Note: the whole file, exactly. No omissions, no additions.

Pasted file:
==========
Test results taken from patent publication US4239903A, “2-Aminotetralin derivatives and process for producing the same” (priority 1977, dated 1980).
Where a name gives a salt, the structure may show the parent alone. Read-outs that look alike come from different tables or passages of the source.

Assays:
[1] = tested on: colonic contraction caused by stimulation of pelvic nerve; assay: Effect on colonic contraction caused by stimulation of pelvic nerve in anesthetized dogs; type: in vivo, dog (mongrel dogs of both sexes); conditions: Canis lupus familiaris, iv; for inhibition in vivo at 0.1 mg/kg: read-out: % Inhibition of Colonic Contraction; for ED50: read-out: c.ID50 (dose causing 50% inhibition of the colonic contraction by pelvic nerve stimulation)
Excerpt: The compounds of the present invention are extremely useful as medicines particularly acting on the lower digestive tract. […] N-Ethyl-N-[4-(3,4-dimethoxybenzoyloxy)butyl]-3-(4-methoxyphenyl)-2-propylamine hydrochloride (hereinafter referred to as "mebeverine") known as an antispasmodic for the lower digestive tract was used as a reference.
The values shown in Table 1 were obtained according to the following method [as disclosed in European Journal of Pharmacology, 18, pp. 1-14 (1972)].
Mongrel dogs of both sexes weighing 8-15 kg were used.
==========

Test results taken from patent publication US4239903A, “2-Aminotetralin derivatives and process for producing the same” (priority 1977, dated 1980).
Where a name gives a salt, the structure may show the parent alone. Read-outs that look alike come from different tables or passages of the source.

Assays:
[1] = tested on: colonic contraction caused by stimulation of pelvic nerve; assay: Effect on colonic contraction caused by stimulation of pelvic nerve in anesthetized dogs; type: in vivo, dog (mongrel dogs of both sexes); conditions: Canis lupus familiaris, iv; for inhibition in vivo at 0.1 mg/kg: read-out: % Inhibition of Colonic Contraction; for ED50: read-out: c.ID50 (dose causing 50% inhibition of the colonic contraction by pelvic nerve stimulation)
Excerpt: The compounds of the present invention are extremely useful as medicines particularly acting on the lower digestive tract. […] N-Ethyl-N-[4-(3,4-dimethoxybenzoyloxy)butyl]-3-(4-methoxyphenyl)-2-propylamine hydrochloride (hereinafter referred to as "mebeverine") known as an antispasmodic for the lower digestive tract was used as a reference.
The values shown in Table 1 were obtained according to the following method [as disclosed in European Journal of Pharmacology, 18, pp. 1-14 (1972)].
Mongrel dogs of both sexes weighing 8-15 kg were used.